Yesterday by the Beatles is the most covered song in music history. Paul McCartney’s 1965 opus has been recorded by some 3,000 artists ranging from Frank Sinatra to Elvis Presley to Placido Domingo. McCartney has often recounted that he composed the timeless melody in his sleep one night when living in the London home of his longtime girlfriend, Jane Asher. However, the lyrics are not about Asher, but rather about another great love which he lost many years earlier. Paul’s mother, Mary McCartney was a nurse and midwife; the primary earner in their household. She was on call for deliveries at all hours, and Paul has periodically expressed his memories of seeing her biking off to the hospital because the family did not own a car. Mary died from complications of breast cancer surgery in 1956. She was only 47. Paul was just 14. When informed of his mother’s death, young Paul’s initial reaction was cold and thoughtless. “What are we going to do without her money?” he asked his grieving father. These words, he says, still haunt him. In Yesterday he sings: “I said something wrong, now I long for yesterday,” a line of regret, wishing he could take back his youthful insensitivity. In 2013, Paul told Mojo magazine: “With 'Yesterday', singing it now, I think without realising it I was singing about my mum, because I think now, ‘Why she had to go, I don’t know, she wouldn’t say, I said something wrong…’ I think the psychiatrist would have a field day with that one.”

 I Will Always Love You may best be known for the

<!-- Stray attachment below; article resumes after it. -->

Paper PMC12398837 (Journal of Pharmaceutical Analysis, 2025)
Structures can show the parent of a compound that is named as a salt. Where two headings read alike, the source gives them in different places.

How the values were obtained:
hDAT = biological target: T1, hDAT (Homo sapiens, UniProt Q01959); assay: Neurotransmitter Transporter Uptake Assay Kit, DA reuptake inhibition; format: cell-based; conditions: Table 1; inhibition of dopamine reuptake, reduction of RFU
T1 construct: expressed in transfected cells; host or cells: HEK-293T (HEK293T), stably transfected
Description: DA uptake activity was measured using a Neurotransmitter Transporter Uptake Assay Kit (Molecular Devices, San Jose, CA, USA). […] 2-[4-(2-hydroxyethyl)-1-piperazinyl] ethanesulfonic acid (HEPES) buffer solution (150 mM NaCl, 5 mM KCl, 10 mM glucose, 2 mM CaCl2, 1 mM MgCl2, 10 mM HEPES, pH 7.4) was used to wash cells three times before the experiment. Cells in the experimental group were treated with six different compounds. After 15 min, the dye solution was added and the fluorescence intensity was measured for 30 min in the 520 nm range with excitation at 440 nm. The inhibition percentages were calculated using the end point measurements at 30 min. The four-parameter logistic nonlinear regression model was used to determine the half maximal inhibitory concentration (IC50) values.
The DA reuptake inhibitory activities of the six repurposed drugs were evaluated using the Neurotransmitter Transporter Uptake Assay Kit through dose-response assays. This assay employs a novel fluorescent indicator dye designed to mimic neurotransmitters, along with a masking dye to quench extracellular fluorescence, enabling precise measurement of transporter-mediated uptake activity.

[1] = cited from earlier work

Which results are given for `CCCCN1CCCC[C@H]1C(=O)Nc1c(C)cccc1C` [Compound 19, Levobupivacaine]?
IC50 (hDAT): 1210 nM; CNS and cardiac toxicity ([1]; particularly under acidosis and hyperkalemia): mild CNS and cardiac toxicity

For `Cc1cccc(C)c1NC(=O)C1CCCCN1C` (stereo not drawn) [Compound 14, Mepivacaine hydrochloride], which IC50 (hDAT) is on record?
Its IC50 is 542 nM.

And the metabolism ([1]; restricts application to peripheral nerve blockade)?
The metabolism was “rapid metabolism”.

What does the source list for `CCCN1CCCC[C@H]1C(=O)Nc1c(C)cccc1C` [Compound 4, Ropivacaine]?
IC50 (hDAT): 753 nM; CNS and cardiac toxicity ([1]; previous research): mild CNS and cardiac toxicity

chart-topping rendition by Whitney Houston in 1992 for the film The Bodyguard. But this bittersweet song was actually composed by country legend, Dolly Parton in 1973. Like many great ballads, this one spotlights a parting of the ways. However, in this instance, it is not the separation of lovers that she sings of, but rather the dissolution of a professional partnership. Country music author Curtis W. Ellison stated that the song "speaks about the breakup of a relationship between a man and a woman that does not descend into unremitting domestic turmoil, but instead envisions parting with respect – because of the initiative of the woman." In 1967, country star Porter Wagoner gave an unknown Dolly Parton her big break by hiring her to appear on his weekly TV show. Over seven years, Dolly went from being Porter’s musical apprentice to an escalating star. In 1973, she elected to exit the show and forge a solo career. On her final episode, Dolly debuted her new song inspired by their platonic breakup and her mixed feelings at leaving her mentor behind. She told the CMT network: “It’s saying, ‘Just because I’m going don’t mean I won’t love you. I appreciate you, and I hope you do great, and I appreciate everything you’ve done, but I’m out of here. And I took it in the next morning. I said, ‘Sit down, Porter. I’ve written this song, and I want you to hear it.’ So I did sing it. And he was crying. He said, ‘That’s the prettiest song I ever heard. And you can go, providing I get to produce that record.’ And he did, and the rest is history.”

Sometimes, even the mundane, everyday tasks can provide good fodder for a song of heartbreak. In 1995, Alaskan folk singer, Jewel, burst on the music scene with the raw and sentimental, You Were Meant For Me. This song describes those early days after a breakup, when she attempts to go about her daily routine but cannot shake the doldrums of being alone. As Jewel makes breakfast, showers and dresses for the day, all she can think about is how empty everything is without the man she loves. The tune is haunting, yet peaceful, sung with great vulnerability to the accompaniment of an acoustic guitar. Some of the most poignant lyrics are found in the song’s bridge: